The Week In Review


The stock market closed the week on a decidedly lower note, falling victim to fears about potential trade wars, the Federal Reserve's tightening bias, and the specter of earnings growth not living up to this year's high expectations.  The Dow, Nasdaq, S&P 500, and Russell 2000 declined between 1.9% and 2.3% in Friday's trade.

Things got off to a bad start following the news that President Trump ordered the Office of the U.S. Trade Representative to consider whether it would be appropriate to impose an additional $100 billion of tariffs on Chinese imports on top of the proposed $50 billion of tariffs announced on Wednesday.

China quickly responded, saying it would do what is necessary to protect its interests at any cost if the U.S. ultimately pressed ahead with such a tariff plan.

What rattled the stock market, though, was the feistier-sounding nature of administration officials today discussing the new proposal, as well as their seeming lack of concern about the difficulties the stock market has been having on account of the heated trade rhetoric between the U.S. and China.

President Trump noted that the stock market might have to have a little pain as he works to protect the trade interests of the U.S.; meanwhile, Treasury Secretary Mnuchin said in a CNBC interview that he is not focused on short-term market swings and that there is potential of a trade war with China even though that is not the objective.

The major indices rolled over after Mr. Mnuchin's comments and then cascaded even lower after Fed Chair Powell said he thinks inflation will pick up this Spring and that he sees further gradual rate hikes.

In essence, the stock market didn't get the verbal support it has been accustomed to receiving from leading officials in periods of uncertainty.  Ironically, that fed a heightened sense of uncertainty about the outlook for the economy and earnings that kept many buyers on the sidelines and Friday's sellers focusing their efforts on the economically-sensitive sectors.

Every sector ended with a loss.  The industrials sector (-2.7%) suffered the largest decline, but it had ample company. 

The information technology (-2.5%), financial (-2.4%), materials (-2.4%), and health care (-2.4%) sectors all underperformed while losses in the consumer discretionary (-2.1%) and energy (-1.8%) sectors also weighed heavily.

The Dow Jones Industrial Average fell as many as 767 points on Friday before paring its losses in late action.  That recovery effort coincided with a bounce in the S&P 500 after it breached its 200-day moving average (2594).  Once again, though, the violation of that key technical level brought out the buyers who succeeded in pushing the S&P 500 back above the 200-day moving average by the closing bell.

The trade issues dominated the market narrative on Friday, but there was more to the story.  The March employment report provided its own twist for the market.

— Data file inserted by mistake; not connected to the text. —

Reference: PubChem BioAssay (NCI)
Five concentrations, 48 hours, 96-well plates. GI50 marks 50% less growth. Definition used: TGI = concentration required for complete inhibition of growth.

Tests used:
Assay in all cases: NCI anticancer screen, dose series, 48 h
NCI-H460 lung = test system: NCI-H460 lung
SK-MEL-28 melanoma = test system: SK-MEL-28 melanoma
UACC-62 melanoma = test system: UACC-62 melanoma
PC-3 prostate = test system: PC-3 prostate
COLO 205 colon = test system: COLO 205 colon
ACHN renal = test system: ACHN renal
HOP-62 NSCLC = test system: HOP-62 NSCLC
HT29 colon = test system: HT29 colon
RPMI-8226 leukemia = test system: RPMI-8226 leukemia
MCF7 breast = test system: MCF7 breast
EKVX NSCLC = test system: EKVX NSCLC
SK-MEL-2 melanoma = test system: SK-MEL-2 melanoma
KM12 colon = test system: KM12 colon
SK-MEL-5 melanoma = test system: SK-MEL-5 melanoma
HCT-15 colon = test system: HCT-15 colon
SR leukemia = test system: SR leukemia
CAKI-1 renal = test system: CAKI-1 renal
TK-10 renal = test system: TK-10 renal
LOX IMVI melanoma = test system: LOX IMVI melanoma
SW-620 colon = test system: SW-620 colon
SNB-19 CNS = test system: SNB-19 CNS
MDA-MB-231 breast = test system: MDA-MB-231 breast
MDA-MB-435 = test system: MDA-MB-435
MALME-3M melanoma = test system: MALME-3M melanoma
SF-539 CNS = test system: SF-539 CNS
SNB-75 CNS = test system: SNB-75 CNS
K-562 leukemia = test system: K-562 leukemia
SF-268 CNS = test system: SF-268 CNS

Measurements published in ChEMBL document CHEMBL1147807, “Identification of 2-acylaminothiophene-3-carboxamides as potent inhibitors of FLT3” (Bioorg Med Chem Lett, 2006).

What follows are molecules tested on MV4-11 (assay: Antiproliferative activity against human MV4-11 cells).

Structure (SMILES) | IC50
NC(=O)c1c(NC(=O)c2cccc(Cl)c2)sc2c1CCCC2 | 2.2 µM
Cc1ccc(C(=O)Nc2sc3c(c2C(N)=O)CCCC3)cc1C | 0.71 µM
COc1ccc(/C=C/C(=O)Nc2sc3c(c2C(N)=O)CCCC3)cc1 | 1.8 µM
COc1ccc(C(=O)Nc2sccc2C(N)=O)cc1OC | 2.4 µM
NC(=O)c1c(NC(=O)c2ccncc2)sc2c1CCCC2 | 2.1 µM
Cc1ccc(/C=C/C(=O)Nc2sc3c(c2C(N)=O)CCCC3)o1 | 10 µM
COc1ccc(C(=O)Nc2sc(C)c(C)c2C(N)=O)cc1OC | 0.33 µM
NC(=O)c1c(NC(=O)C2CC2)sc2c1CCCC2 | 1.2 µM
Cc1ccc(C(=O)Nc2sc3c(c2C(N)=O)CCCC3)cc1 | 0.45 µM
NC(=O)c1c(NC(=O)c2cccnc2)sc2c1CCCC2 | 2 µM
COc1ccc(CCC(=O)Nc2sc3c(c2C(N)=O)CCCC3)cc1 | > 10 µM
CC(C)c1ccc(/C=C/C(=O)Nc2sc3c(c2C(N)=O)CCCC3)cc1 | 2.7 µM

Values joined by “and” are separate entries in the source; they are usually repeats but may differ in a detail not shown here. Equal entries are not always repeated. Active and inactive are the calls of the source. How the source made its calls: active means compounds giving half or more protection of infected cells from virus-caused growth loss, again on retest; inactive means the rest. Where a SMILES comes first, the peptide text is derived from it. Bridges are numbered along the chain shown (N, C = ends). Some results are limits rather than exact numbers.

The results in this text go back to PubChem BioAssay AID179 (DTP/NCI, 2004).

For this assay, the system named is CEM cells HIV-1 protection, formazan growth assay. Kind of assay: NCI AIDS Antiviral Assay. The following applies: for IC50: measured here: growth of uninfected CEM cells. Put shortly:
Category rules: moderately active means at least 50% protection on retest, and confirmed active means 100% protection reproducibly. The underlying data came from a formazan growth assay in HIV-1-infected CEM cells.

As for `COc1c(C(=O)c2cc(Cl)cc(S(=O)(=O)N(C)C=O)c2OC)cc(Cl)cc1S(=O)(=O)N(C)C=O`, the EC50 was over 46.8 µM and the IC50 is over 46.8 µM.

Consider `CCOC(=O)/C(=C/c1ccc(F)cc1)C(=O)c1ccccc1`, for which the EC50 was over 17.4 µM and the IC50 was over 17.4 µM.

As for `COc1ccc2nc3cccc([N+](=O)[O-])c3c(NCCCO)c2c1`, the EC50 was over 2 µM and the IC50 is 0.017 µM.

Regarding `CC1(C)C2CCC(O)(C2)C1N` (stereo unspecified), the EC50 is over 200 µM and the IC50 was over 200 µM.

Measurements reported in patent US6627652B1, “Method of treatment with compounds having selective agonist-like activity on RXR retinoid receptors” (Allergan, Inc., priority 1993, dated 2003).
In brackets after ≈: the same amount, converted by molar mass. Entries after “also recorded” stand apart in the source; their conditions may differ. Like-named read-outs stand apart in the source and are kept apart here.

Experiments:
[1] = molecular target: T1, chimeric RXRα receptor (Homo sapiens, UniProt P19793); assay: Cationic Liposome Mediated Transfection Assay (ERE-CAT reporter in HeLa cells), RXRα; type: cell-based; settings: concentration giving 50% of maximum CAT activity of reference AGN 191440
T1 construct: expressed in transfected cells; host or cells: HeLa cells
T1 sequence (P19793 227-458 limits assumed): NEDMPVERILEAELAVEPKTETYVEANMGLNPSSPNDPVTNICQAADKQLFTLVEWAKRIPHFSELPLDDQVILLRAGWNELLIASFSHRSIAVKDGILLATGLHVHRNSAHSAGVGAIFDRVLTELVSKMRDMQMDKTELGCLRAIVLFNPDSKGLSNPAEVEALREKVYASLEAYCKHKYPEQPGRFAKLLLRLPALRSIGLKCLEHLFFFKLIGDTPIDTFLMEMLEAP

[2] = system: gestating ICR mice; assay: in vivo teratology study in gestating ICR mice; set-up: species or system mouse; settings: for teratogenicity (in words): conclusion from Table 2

It showed a surprisingly weak 103,000 gain in nonfarm payrolls and a sturdy 0.3% increase in average hourly earnings.  All in all, it was a mixed report, yet it didn't alter the market's thinking about monetary policy other than making it think there was a diminished probability of a fourth rate hike in December.

The CME FedWatch Tool now pegs the probability of a fourth rate hike in December at 24.4% versus 32.7% on Thursday. 

Reviewing Friday's economic data, which was limited to the Employment Situation Report for March and the Consumer Credit Report for February:

  • March nonfarm payrolls increased by 103,000 ( consensus 175,000). March private sector payrolls increased by 102,000 ( consensus 180,000). March unemployment rate was 4.1% ( consensus 4.0%) versus 4.1% in February. March average hourly earnings were up 0.3% ( consensus 0.2%), after increasing 0.1% in February.  Over the last 12 months, average hourly earnings have risen 2.7%, versus 2.6% for the 12 months ending in February.
    • The key takeaway from the report is that it was neither too hot nor too cold to provide a clear basis for the Federal Reserve to re-think its outlook for monetary policy. At the same time, it will temper the market's concerns about the prospect of a fourth rate hike this year in December.
  • Total outstanding consumer credit increased by $10.6 billion in February ( consensus $15.0 billion) after increasing an upwardly revised $15.6 billion (from $13.9 billion) in January.
    • The growth in February was driven almost entirely by nonrevolving credit, which was up $10.5 billion from January to $2836.6 billion.

There is no economic data of note on Monday.

  • Nasdaq Composite: +0.2% YTD
  • Russell 2000: -1.4% YTD
  • S&P 500: -2.6% YTD
  • Dow Jones Industrial Average: -3.8% YTD

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